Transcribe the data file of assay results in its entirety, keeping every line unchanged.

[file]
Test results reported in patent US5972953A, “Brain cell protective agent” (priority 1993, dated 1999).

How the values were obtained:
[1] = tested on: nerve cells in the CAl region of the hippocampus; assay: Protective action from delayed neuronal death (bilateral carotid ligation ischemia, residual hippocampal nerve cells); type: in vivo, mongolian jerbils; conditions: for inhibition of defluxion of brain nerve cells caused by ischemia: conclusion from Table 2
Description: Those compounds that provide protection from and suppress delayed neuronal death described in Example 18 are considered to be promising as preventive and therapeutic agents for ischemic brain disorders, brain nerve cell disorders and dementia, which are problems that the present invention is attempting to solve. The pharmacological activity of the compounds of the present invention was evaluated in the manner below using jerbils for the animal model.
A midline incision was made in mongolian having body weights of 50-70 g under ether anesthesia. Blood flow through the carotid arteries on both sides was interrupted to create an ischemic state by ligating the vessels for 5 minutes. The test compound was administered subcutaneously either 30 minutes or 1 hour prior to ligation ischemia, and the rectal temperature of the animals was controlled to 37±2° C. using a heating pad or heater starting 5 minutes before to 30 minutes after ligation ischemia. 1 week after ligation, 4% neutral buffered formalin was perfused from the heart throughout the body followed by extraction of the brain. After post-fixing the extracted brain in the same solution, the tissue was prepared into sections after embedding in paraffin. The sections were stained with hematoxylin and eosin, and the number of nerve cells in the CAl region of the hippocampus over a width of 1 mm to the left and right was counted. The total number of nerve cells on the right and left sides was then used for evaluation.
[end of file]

Test results reported in patent US5972953A, “Brain cell protective agent” (priority 1993, dated 1999).

How the values were obtained:
[1] = tested on: nerve cells in the CAl region of the hippocampus; assay: Protective action from delayed neuronal death (bilateral carotid ligation ischemia, residual hippocampal nerve cells); type: in vivo, mongolian jerbils; conditions: for inhibition of defluxion of brain nerve cells caused by ischemia: conclusion from Table 2
Description: Those compounds that provide protection from and suppress delayed neuronal death described in Example 18 are considered to be promising as preventive and therapeutic agents for ischemic brain disorders, brain nerve cell disorders and dementia, which are problems that the present invention is attempting to solve. The pharmacological activity of the compounds of the present invention was evaluated in the manner below using jerbils for the animal model.
A midline incision was made in mongolian having body weights of 50-70 g under ether anesthesia. Blood flow through the carotid arteries on both sides was interrupted to create an ischemic state by ligating the vessels for 5 minutes. The test compound was administered subcutaneously either 30 minutes or 1 hour prior to ligation ischemia, and the rectal temperature of the animals was controlled to 37±2° C. using a heating pad or heater starting 5 minutes before to 30 minutes after ligation ischemia. 1 week after ligation, 4% neutral buffered formalin was perfused from the heart throughout the body followed by extraction of the brain. After post-fixing the extracted brain in the same solution, the tissue was prepared into sections after embedding in paraffin. The sections were stained with hematoxylin and eosin, and the number of nerve cells in the CAl region of the hippocampus over a width of 1 mm to the left and right was counted. The total number of nerve cells on the right and left sides was then used for evaluation.